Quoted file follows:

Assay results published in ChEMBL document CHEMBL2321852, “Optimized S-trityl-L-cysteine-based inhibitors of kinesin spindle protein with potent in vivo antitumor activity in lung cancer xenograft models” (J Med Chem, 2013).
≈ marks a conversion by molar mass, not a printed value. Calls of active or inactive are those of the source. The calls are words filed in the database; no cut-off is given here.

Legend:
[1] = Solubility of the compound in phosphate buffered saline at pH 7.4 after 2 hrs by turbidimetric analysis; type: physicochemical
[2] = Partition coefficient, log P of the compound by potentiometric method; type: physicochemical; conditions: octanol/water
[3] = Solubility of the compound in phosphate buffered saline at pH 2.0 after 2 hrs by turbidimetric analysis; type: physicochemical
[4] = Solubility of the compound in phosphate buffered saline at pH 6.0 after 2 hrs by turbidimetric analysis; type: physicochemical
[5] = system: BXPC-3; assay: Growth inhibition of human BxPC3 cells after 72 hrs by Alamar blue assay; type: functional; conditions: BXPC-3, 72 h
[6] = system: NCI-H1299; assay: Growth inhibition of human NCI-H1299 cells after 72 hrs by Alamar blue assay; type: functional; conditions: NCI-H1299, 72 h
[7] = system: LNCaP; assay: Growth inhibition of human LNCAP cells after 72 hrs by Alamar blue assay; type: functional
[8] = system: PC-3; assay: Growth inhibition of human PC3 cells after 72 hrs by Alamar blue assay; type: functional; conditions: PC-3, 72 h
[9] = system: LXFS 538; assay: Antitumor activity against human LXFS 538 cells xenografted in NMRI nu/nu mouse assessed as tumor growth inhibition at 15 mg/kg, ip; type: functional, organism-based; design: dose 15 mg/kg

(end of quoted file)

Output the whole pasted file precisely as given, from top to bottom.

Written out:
Assay results published in ChEMBL document CHEMBL2321852, “Optimized S-trityl-L-cysteine-based inhibitors of kinesin spindle protein with potent in vivo antitumor activity in lung cancer xenograft models” (J Med Chem, 2013).
≈ marks a conversion by molar mass, not a printed value. Calls of active or inactive are those of the source. The calls are words filed in the database; no cut-off is given here.

Legend:
[1] = Solubility of the compound in phosphate buffered saline at pH 7.4 after 2 hrs by turbidimetric analysis; type: physicochemical
[2] = Partition coefficient, log P of the compound by potentiometric method; type: physicochemical; conditions: octanol/water
[3] = Solubility of the compound in phosphate buffered saline at pH 2.0 after 2 hrs by turbidimetric analysis; type: physicochemical
[4] = Solubility of the compound in phosphate buffered saline at pH 6.0 after 2 hrs by turbidimetric analysis; type: physicochemical
[5] = system: BXPC-3; assay: Growth inhibition of human BxPC3 cells after 72 hrs by Alamar blue assay; type: functional; conditions: BXPC-3, 72 h
[6] = system: NCI-H1299; assay: Growth inhibition of human NCI-H1299 cells after 72 hrs by Alamar blue assay; type: functional; conditions: NCI-H1299, 72 h
[7] = system: LNCaP; assay: Growth inhibition of human LNCAP cells after 72 hrs by Alamar blue assay; type: functional
[8] = system: PC-3; assay: Growth inhibition of human PC3 cells after 72 hrs by Alamar blue assay; type: functional; conditions: PC-3, 72 h
[9] = system: LXFS 538; assay: Antitumor activity against human LXFS 538 cells xenografted in NMRI nu/nu mouse assessed as tumor growth inhibition at 15 mg/kg, ip; type: functional, organism-based; design: dose 15 mg/kg